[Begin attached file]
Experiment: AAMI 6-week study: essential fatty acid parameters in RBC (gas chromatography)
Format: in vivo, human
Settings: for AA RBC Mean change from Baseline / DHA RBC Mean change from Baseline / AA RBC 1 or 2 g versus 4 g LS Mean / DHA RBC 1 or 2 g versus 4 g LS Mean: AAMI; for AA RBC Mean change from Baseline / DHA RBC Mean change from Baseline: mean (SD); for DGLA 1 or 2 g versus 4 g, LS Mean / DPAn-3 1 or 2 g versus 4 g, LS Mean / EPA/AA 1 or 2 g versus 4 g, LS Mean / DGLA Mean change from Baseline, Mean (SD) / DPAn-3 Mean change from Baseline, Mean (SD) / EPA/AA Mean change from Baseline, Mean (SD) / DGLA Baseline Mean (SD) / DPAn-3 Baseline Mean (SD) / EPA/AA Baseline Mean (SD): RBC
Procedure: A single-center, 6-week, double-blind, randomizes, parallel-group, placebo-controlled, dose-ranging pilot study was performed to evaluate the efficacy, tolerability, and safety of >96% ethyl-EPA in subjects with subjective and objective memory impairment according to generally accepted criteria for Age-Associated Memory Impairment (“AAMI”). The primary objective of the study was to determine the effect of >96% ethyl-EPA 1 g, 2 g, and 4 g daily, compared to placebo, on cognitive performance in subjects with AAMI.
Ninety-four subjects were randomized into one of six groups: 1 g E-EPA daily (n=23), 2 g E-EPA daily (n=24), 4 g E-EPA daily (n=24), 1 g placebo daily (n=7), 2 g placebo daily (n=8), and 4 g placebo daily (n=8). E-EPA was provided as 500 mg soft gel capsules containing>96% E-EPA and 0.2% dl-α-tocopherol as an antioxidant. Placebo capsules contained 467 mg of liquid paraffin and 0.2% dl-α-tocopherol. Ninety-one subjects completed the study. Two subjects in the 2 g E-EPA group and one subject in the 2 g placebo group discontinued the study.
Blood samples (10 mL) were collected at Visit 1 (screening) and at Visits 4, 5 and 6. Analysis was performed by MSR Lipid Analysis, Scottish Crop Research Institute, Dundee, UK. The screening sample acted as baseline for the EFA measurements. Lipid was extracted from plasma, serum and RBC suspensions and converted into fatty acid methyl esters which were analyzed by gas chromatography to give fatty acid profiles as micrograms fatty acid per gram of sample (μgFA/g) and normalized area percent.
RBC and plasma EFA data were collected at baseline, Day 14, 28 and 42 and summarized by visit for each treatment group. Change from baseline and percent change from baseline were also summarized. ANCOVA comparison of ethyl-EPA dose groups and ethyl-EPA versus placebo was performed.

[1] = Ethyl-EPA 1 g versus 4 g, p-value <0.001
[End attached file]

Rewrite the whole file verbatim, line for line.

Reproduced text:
Experiment: AAMI 6-week study: essential fatty acid parameters in RBC (gas chromatography)
Format: in vivo, human
Settings: for AA RBC Mean change from Baseline / DHA RBC Mean change from Baseline / AA RBC 1 or 2 g versus 4 g LS Mean / DHA RBC 1 or 2 g versus 4 g LS Mean: AAMI; for AA RBC Mean change from Baseline / DHA RBC Mean change from Baseline: mean (SD); for DGLA 1 or 2 g versus 4 g, LS Mean / DPAn-3 1 or 2 g versus 4 g, LS Mean / EPA/AA 1 or 2 g versus 4 g, LS Mean / DGLA Mean change from Baseline, Mean (SD) / DPAn-3 Mean change from Baseline, Mean (SD) / EPA/AA Mean change from Baseline, Mean (SD) / DGLA Baseline Mean (SD) / DPAn-3 Baseline Mean (SD) / EPA/AA Baseline Mean (SD): RBC
Procedure: A single-center, 6-week, double-blind, randomizes, parallel-group, placebo-controlled, dose-ranging pilot study was performed to evaluate the efficacy, tolerability, and safety of >96% ethyl-EPA in subjects with subjective and objective memory impairment according to generally accepted criteria for Age-Associated Memory Impairment (“AAMI”). The primary objective of the study was to determine the effect of >96% ethyl-EPA 1 g, 2 g, and 4 g daily, compared to placebo, on cognitive performance in subjects with AAMI.
Ninety-four subjects were randomized into one of six groups: 1 g E-EPA daily (n=23), 2 g E-EPA daily (n=24), 4 g E-EPA daily (n=24), 1 g placebo daily (n=7), 2 g placebo daily (n=8), and 4 g placebo daily (n=8). E-EPA was provided as 500 mg soft gel capsules containing>96% E-EPA and 0.2% dl-α-tocopherol as an antioxidant. Placebo capsules contained 467 mg of liquid paraffin and 0.2% dl-α-tocopherol. Ninety-one subjects completed the study. Two subjects in the 2 g E-EPA group and one subject in the 2 g placebo group discontinued the study.
Blood samples (10 mL) were collected at Visit 1 (screening) and at Visits 4, 5 and 6. Analysis was performed by MSR Lipid Analysis, Scottish Crop Research Institute, Dundee, UK. The screening sample acted as baseline for the EFA measurements. Lipid was extracted from plasma, serum and RBC suspensions and converted into fatty acid methyl esters which were analyzed by gas chromatography to give fatty acid profiles as micrograms fatty acid per gram of sample (μgFA/g) and normalized area percent.
RBC and plasma EFA data were collected at baseline, Day 14, 28 and 42 and summarized by visit for each treatment group. Change from baseline and percent change from baseline were also summarized. ANCOVA comparison of ethyl-EPA dose groups and ethyl-EPA versus placebo was performed.

[1] = Ethyl-EPA 1 g versus 4 g, p-value <0.001